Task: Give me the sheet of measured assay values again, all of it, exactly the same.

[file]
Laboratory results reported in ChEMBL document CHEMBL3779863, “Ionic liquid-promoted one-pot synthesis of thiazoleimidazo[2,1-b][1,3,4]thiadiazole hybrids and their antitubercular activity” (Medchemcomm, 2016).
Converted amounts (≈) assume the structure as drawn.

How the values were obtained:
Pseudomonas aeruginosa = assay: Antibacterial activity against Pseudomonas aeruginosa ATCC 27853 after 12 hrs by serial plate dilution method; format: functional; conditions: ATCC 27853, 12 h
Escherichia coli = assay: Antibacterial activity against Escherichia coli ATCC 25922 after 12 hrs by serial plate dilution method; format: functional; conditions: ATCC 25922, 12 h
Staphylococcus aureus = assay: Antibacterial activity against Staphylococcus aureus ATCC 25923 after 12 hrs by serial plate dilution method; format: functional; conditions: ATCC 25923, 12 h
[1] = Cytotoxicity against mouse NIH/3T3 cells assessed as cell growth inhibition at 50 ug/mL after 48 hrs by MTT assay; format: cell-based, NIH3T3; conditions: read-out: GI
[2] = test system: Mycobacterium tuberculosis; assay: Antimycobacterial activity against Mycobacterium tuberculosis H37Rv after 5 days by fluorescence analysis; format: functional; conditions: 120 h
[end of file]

Laboratory results reported in ChEMBL document CHEMBL3779863, “Ionic liquid-promoted one-pot synthesis of thiazoleimidazo[2,1-b][1,3,4]thiadiazole hybrids and their antitubercular activity” (Medchemcomm, 2016).
Converted amounts (≈) assume the structure as drawn.

How the values were obtained:
Pseudomonas aeruginosa = assay: Antibacterial activity against Pseudomonas aeruginosa ATCC 27853 after 12 hrs by serial plate dilution method; format: functional; conditions: ATCC 27853, 12 h
Escherichia coli = assay: Antibacterial activity against Escherichia coli ATCC 25922 after 12 hrs by serial plate dilution method; format: functional; conditions: ATCC 25922, 12 h
Staphylococcus aureus = assay: Antibacterial activity against Staphylococcus aureus ATCC 25923 after 12 hrs by serial plate dilution method; format: functional; conditions: ATCC 25923, 12 h
[1] = Cytotoxicity against mouse NIH/3T3 cells assessed as cell growth inhibition at 50 ug/mL after 48 hrs by MTT assay; format: cell-based, NIH3T3; conditions: read-out: GI
[2] = test system: Mycobacterium tuberculosis; assay: Antimycobacterial activity against Mycobacterium tuberculosis H37Rv after 5 days by fluorescence analysis; format: functional; conditions: 120 h